Turkish Journal of Zoology




The body condition of three autochthonous canid species in Serbia (wolf- Canis lupus, jackal-Canis aureus, and fox-Vulpes vulpes) was assessed based on the value of Kidney Fat Index (KFI). A total of 1232 specimens (147 wolves, 711 jackals, and 375 foxes) were collected during a ten years period. Data were analyzed according to multiple factors such as sex, age, seasons, species, and genus. The results indicate that the adult members of the Canis genus have a significantly better body conditional status than the yearlings as well as the representatives of the Vulpes genus (F (2, 900) = 71.465, p = 0.000). Significant differences in KFI across seasons are recorded in jackal (F (3, 542) = 6.912, p < 0.001) and fox (F (3, 371) = 2.675, p < 0.05) populations. Jackals have the highest KFI during winter when females are in significantly better body condition than males. None of these three canid species has shown a significant difference in body condition between sexes, although females had slightly higher KFI. Among adult female jackals, a difference in KFI between nursing ones and other adult and pregnant females is observed (H (2, n = 220) = 8.339, p = 0.016). Food deprivation which occurs naturally during the winter months does not affect the body conditional status of these predators which are well prepared for the upcoming breeding season. Considered as a whole, in spite of the differences observed at the genus level, the body condition status of these autochthonous canids measured through KFI index indicates decent average fitness status in wolves, jackals, and foxes in Serbia.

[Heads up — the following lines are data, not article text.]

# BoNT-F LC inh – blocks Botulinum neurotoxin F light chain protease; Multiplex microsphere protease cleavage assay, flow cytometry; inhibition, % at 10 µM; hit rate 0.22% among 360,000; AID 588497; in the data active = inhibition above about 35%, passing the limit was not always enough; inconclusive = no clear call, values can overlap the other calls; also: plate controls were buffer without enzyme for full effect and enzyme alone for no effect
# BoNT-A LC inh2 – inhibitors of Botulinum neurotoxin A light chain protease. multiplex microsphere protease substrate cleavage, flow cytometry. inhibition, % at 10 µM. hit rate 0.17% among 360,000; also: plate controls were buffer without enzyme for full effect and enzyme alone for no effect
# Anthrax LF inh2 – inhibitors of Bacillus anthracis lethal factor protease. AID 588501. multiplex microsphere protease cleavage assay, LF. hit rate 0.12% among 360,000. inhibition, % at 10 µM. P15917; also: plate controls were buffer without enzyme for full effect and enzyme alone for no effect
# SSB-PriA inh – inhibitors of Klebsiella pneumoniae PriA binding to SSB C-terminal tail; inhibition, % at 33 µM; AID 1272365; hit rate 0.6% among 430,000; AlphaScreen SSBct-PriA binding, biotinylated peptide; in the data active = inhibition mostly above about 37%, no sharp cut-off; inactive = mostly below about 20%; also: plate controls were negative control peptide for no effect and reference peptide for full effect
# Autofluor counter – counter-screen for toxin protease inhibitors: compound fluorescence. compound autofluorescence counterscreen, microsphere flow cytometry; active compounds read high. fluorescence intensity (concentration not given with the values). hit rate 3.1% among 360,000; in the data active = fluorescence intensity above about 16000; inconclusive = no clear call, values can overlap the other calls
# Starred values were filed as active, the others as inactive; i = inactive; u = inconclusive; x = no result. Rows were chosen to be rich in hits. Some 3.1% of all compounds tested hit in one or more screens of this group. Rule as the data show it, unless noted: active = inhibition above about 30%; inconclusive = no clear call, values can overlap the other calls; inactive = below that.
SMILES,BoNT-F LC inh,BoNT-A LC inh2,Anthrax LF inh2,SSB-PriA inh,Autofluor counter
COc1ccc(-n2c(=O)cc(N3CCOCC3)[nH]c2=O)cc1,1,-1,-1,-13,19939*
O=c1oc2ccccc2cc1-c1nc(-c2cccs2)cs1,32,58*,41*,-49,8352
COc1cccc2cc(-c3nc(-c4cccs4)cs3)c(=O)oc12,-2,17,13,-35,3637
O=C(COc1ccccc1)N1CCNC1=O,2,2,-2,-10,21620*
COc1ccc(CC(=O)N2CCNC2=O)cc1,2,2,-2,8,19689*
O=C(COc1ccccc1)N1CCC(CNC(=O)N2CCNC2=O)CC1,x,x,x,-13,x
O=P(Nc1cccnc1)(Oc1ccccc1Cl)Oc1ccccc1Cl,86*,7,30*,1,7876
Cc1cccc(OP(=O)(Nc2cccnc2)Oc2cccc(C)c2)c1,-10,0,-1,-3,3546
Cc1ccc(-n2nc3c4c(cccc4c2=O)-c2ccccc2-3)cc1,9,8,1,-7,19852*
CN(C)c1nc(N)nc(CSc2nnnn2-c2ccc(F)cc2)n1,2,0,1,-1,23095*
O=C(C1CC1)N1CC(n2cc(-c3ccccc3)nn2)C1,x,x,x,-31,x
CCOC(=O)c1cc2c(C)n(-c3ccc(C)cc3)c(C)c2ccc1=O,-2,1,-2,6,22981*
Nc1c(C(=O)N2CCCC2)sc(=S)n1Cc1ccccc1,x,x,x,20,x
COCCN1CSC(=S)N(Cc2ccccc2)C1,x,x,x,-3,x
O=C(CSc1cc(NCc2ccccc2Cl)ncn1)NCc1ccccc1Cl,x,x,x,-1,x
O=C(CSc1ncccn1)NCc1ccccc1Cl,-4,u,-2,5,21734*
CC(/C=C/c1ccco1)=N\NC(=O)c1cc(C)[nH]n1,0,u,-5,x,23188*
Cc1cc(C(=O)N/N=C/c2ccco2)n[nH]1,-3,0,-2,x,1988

Body condition, Kidney fat index, grey wolf, golden jackal, red fox

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